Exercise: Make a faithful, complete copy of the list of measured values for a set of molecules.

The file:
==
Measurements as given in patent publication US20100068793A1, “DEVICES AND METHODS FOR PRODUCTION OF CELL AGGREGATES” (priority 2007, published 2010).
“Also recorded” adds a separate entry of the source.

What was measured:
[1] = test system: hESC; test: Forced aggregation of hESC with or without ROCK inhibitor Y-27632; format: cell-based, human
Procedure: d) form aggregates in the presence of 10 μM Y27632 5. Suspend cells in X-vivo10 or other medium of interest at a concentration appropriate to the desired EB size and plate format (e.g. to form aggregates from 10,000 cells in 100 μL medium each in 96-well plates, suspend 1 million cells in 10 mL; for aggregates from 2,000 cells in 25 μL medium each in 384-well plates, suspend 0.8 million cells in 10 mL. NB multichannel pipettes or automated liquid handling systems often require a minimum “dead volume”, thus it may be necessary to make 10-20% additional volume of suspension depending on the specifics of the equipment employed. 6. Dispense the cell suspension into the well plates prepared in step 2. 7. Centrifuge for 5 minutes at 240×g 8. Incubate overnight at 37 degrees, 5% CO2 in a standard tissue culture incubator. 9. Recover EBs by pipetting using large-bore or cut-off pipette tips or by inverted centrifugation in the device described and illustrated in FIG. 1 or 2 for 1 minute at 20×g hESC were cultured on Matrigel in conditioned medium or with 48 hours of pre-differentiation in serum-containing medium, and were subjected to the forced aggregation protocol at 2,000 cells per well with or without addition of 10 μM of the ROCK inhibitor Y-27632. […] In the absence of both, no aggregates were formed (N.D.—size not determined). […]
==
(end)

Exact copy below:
Measurements as given in patent publication US20100068793A1, “DEVICES AND METHODS FOR PRODUCTION OF CELL AGGREGATES” (priority 2007, published 2010).
“Also recorded” adds a separate entry of the source.

What was measured:
[1] = test system: hESC; test: Forced aggregation of hESC with or without ROCK inhibitor Y-27632; format: cell-based, human
Procedure: d) form aggregates in the presence of 10 μM Y27632 5. Suspend cells in X-vivo10 or other medium of interest at a concentration appropriate to the desired EB size and plate format (e.g. to form aggregates from 10,000 cells in 100 μL medium each in 96-well plates, suspend 1 million cells in 10 mL; for aggregates from 2,000 cells in 25 μL medium each in 384-well plates, suspend 0.8 million cells in 10 mL. NB multichannel pipettes or automated liquid handling systems often require a minimum “dead volume”, thus it may be necessary to make 10-20% additional volume of suspension depending on the specifics of the equipment employed. 6. Dispense the cell suspension into the well plates prepared in step 2. 7. Centrifuge for 5 minutes at 240×g 8. Incubate overnight at 37 degrees, 5% CO2 in a standard tissue culture incubator. 9. Recover EBs by pipetting using large-bore or cut-off pipette tips or by inverted centrifugation in the device described and illustrated in FIG. 1 or 2 for 1 minute at 20×g hESC were cultured on Matrigel in conditioned medium or with 48 hours of pre-differentiation in serum-containing medium, and were subjected to the forced aggregation protocol at 2,000 cells per well with or without addition of 10 μM of the ROCK inhibitor Y-27632. […] In the absence of both, no aggregates were formed (N.D.—size not determined). […]